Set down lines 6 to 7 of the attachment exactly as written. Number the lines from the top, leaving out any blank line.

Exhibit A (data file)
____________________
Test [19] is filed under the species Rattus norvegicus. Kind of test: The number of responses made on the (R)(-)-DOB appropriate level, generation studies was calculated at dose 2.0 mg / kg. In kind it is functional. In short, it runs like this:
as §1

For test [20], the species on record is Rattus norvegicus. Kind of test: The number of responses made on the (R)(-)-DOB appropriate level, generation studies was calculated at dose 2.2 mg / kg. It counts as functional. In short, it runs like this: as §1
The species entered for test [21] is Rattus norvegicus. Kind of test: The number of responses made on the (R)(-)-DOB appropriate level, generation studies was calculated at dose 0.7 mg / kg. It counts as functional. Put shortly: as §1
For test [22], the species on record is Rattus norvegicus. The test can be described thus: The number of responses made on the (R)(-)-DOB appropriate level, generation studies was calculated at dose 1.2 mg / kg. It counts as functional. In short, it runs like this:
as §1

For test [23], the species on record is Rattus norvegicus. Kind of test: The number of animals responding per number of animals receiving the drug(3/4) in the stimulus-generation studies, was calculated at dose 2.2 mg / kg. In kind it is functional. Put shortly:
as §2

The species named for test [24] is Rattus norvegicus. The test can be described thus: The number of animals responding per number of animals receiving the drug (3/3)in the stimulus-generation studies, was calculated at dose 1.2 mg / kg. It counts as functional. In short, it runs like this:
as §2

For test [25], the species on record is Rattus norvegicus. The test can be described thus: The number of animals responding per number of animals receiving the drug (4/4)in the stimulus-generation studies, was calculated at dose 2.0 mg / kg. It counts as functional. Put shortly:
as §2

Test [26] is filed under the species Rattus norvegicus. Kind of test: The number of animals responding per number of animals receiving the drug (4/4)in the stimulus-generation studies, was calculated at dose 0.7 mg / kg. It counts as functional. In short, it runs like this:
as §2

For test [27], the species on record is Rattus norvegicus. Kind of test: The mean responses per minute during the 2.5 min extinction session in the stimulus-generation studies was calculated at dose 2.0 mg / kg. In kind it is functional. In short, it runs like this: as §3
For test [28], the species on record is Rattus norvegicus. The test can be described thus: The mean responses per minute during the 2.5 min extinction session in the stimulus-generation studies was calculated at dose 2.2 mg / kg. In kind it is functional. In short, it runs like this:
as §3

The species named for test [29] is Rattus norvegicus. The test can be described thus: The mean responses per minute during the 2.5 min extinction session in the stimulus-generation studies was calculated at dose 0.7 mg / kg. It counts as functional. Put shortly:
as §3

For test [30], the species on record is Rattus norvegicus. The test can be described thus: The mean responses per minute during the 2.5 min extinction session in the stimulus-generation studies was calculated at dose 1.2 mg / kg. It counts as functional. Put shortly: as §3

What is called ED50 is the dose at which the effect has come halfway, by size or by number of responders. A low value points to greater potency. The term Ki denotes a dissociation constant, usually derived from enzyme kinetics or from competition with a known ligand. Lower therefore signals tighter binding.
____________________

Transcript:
as §1

For test [23], the species on record is Rattus norvegicus. Kind of test: The number of animals responding per number of animals receiving the drug(3/4) in the stimulus-generation studies, was calculated at dose 2.2 mg / kg. In kind it is functional. Put shortly: